With Lotus Notes Release 4 and other Lotus desktop applications in SmartSuite, Lotus has added LotusScript as a version of BASIC that can be used to extend the functionality of the applications and to integrate with other software. This is actually Release 3 of LotusScript. Lotus had released LotusScript Release 1 in Improv, with Release 2 appearing in Lotus Forms and Notes ViP, an earlier development tool created to interoperate with Notes. (Notes ViP is now developed and marketed exclusively by Revelation Technologies, Inc. as Revelation ViP for Lotus Notes.) The ViP version of BASIC was the first to truly implement Object-Oriented Programming (OOP) features, much of which has been carried forward into the current version of LotusScript. The implementation of LotusScript within Lotus Notes delivers an impressive combination of workgroup capabilities, programming environment and the standard reporting and database features necessary for application development. This chapter will use Lotus Notes to describe user interface features and LotusScript in the comparison to Visual Basic.

Visual Basic

There are three versions of Visual Basic: VBScript, VBA and VB. VBScript is the object-enabling language that is used within Web browsing tools to allow objects to be loaded, change their properties and react to changes (events) within the objects. VBA is a superset of VBScript, providing interaction with Microsoft’s application tools. Visual Basic is a full development tool that provides reporting, database interoperation and screen design.

Programming Model Differences

There are some differences in the general flow of using LotusScript when compared to Visual Basic. Some of the more salient points are:

to Visual Basic. Some of the more salient points are: Interface Tools Used Visual Basic (the

Interface Tools Used

Visual Basic (the package) supplies the ability to create user interface elements, like forms and dialog boxes. LotusScript depends upon Notes or the containing Lotus application to provide the actual user interface.

Visual Basic allows you to create run time, royalty-free applications. These applications are distributed as pseudo-compiled modules and interpreted before being executed, at run time. LotusScript currently works within Lotus Notes and Smart Suite and is distributed to users of those applications. Note that LotusScript “scripts” are in fact compiled.

2 LotusScript for Visual Basic Programmers

Object-Oriented TerminologyLotusScript uses the term “class” to describe the “contract” defining the properties, methods and potentially

LotusScript uses the term “class” to describe the “contract” defining the properties, methods and potentially the events related to an object. Microsoft uses the term object in this case and uses Class to describe underlying low-level language constructs. LotusScript has the term Inheritance in its vocabulary — Visual Basic does not.

Screen flowInheritance in its vocabulary — Visual Basic does not. Notes screens flow in a manner similar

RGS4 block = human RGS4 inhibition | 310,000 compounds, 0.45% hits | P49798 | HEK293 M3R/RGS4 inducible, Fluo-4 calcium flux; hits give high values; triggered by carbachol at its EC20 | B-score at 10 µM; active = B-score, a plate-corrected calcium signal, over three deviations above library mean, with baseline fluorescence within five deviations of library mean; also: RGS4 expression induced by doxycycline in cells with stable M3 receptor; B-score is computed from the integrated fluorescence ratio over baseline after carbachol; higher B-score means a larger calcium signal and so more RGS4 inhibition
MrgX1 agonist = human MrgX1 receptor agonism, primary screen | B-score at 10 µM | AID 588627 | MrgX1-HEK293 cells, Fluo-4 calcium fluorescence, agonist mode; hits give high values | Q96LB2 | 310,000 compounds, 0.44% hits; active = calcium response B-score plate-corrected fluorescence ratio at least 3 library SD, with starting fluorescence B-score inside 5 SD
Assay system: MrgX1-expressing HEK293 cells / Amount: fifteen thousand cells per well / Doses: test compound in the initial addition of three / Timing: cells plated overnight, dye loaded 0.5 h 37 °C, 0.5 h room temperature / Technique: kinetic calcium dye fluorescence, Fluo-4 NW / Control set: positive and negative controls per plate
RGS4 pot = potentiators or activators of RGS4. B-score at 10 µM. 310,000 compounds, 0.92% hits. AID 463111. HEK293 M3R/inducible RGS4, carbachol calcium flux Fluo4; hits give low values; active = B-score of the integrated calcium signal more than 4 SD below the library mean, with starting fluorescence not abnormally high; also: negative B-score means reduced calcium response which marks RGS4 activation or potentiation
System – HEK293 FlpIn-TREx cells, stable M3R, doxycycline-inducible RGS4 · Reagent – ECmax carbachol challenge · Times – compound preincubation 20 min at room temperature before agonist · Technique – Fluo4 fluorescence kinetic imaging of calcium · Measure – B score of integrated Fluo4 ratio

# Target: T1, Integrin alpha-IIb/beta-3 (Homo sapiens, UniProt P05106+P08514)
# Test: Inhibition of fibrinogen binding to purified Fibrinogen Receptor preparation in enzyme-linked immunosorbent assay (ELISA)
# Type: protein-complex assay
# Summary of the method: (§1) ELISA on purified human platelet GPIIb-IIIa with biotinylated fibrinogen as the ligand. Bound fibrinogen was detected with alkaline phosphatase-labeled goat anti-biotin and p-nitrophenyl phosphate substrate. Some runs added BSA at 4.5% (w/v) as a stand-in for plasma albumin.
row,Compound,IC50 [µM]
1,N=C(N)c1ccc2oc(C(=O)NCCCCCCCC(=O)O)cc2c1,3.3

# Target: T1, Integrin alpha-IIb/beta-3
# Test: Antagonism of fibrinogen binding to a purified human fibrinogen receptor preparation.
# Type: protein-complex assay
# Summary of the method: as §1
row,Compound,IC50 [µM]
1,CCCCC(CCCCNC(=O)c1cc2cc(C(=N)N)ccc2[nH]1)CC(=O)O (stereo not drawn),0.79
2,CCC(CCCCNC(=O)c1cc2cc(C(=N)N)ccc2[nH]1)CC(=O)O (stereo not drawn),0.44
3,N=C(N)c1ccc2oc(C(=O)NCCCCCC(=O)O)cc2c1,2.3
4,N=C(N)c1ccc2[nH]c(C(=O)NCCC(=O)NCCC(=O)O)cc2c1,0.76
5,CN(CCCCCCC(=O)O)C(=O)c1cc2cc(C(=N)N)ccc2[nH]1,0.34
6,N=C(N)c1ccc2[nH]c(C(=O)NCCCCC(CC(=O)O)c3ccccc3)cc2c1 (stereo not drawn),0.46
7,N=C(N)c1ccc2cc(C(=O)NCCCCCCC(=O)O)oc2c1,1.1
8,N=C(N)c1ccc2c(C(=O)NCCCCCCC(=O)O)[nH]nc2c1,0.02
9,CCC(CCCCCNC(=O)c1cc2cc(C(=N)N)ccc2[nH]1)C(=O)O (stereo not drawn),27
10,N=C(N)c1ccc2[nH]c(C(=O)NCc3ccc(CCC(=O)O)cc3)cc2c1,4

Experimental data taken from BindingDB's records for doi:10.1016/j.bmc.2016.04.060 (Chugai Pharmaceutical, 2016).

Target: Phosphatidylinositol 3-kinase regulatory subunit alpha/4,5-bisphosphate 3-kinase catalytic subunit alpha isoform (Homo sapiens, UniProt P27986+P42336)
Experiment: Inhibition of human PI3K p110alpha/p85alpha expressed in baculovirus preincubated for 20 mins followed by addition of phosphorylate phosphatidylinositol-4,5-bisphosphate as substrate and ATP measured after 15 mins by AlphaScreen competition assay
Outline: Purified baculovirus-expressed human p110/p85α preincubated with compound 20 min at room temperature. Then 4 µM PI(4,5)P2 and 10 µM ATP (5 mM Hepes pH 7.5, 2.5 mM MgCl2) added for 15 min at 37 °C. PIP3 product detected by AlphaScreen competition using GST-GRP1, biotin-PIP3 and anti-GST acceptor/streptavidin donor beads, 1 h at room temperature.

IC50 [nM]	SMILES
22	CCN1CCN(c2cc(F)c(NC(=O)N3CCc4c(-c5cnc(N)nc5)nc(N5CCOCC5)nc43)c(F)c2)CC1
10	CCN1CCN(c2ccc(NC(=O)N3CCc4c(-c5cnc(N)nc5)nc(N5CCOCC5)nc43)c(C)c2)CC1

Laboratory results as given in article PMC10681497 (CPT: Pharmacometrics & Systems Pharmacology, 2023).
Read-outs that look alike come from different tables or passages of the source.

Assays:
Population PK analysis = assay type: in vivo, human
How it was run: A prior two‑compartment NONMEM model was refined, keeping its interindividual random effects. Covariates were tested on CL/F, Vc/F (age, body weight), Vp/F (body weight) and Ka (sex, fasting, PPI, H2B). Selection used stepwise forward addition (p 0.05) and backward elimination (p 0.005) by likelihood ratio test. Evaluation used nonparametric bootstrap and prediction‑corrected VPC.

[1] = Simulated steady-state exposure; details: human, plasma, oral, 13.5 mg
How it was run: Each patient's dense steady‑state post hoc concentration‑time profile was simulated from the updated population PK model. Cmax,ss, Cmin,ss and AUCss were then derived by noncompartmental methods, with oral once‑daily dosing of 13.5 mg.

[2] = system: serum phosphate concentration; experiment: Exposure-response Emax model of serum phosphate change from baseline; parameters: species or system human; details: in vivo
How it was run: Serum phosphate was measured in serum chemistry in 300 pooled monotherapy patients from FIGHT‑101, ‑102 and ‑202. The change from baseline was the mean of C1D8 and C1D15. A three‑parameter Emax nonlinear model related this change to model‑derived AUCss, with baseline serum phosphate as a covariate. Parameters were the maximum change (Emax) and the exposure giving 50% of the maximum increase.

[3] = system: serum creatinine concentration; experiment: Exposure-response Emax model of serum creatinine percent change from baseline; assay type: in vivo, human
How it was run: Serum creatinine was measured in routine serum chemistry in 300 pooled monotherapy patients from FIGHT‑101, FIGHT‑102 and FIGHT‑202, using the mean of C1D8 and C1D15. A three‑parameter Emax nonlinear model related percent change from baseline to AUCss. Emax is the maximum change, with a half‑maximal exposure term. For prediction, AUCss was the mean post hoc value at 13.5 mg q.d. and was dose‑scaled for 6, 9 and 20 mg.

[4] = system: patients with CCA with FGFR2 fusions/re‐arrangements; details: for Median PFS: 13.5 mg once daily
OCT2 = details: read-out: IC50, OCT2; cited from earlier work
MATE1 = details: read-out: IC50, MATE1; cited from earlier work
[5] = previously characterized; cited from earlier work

Notes screens flow in a manner similar to a script-enabled help file, within one form replacing several windows of a traditional, dialog-based application. A good deal of information (potentially screens’ worth) is often placed onto one form in Notes. This differs from the one main screen with supporting dialogs approach used by Visual Basic.

One major reason for the single-screen approach is that a large amount of information can be placed onto the screen and then “scrolled” or graphically navigated to, as opposed to the more traditional dialog-box presentation of the data. A second major reason is that the data is then relatively flexible when presented into different screen resolutions or even different operating system environments.

Presentation actually becomes more an issue of style and user training than one way being necessarily better than the other.

This is something that will take a little getting used to from the design side as well as the eventual usage of your application.

Control Placementside as well as the eventual usage of your application. When designing your screens in Notes,

When designing your screens in Notes, you will place controls in positions relative to other controls or text on the screen. Rather than worrying about finite twip or pixel level placement, you will just put a button to the right of the prior button or to the left of the button that comes next. Notes handles the final placement of the control, to resolve potential cross-platform resolution dependencies that occur when you specify the coordinate system within your application itself. If you really want to decide where things sit on the screen, you can add spaces or tabs between fields and controls to change the presentation of the controls.

OLE 2 Supportand controls to change the presentation of the controls. Notes will allow you to place OLE

Notes will allow you to place OLE 2.0 controls on the screen. As of Notes Release 4.1, Notes is a full OCX container. For example, events are not handled in exactly the same way and it is more difficult to change the properties of existing controls. Lotus is working on a Component Software Development Kit (SDK) to enable OLE control developers to create controls within Notes. This SDK will also allow

you to react to events generated within these controls, in the same way as other

you to react to events generated within these controls, in the same way as other OLE2 containers do now.

Structure

With Release 4 of Lotus Notes, both LotusScript and VisualBasic operate within the same type of development environments. Each has a layer to present and retrieve information to the user and an underlying layer to store this information.